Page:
According to Amazon, there are over 30,000 skills available for Alexa now. And with a little know-how, we can transform an Echo Dot into a temperature control unit for an attic, greenhouse, un-attached garage, or in any other location in your home that isn’t able to be connected to the Internet over WiFi.
The skill in question we’ll be using is the Sinric app, which allows Arduino development boards to be connected with Alexa. This project uses Sinric to exploit an inexpensive ESP-01 WiFi module, interfacing to an Amazon Echo Dot. The ESP-01 relies on a very capable 8266-based controller. In this application, the coded module formats and forwards data from Alexa-based requests to the Sinric app, which is interfaced with a 433 MHz-based transceiver (HC-12) and a remote Arduino-based receiver.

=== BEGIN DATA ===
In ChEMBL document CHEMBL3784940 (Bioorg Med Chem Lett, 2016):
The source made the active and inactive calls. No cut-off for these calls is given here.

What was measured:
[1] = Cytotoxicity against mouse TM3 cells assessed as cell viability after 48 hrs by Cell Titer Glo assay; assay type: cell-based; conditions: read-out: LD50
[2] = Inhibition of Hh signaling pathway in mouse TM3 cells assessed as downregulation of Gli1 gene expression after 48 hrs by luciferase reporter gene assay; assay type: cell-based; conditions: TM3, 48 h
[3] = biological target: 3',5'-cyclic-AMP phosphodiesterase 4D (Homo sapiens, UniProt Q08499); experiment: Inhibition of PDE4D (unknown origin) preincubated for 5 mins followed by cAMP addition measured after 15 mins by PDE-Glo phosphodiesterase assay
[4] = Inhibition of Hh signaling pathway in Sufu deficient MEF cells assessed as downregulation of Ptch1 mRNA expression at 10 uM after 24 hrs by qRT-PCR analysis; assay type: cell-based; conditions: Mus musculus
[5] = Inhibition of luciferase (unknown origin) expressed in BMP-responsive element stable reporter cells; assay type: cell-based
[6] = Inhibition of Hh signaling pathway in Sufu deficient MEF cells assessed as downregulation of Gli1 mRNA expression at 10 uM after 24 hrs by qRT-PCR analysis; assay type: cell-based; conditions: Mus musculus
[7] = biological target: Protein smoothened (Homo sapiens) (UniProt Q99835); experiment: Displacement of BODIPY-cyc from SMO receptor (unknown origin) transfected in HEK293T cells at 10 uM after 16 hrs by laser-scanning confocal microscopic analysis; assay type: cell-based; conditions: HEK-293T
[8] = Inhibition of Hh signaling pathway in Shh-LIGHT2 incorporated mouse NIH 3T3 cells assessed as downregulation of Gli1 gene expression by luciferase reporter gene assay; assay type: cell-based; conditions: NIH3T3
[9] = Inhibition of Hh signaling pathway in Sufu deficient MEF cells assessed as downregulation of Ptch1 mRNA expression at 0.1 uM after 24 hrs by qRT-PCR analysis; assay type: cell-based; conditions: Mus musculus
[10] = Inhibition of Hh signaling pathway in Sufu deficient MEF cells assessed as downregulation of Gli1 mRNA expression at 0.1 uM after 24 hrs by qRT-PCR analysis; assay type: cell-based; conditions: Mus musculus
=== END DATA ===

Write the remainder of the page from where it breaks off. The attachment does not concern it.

The Arduino based controller described here is coded to provide sensor, fan, and vent controls.
The ESP-01-based hardware includes a single, named output port control, providing on/off (relay) or as a dimming feature with a fader function. The output is provided with a de-bounced (push on, push off) momentary input to manually alternate the output port. The Sinric app is installed on an Alexa associated tablet or phone. It then gives you explicit control anywhere, along with the Alexa voice-based control thru the app.
The Sinric app is one of several that may also be available, and there are several ways to get the Alexa to interface into the ESP-01. I used the Sinric app because it had the graphic interfaces for switch, light, thermostat, and volume, allowing me to communicate more than an ‘On’ or ‘Off’ variable.
Full BOM and source code is available here at Design News.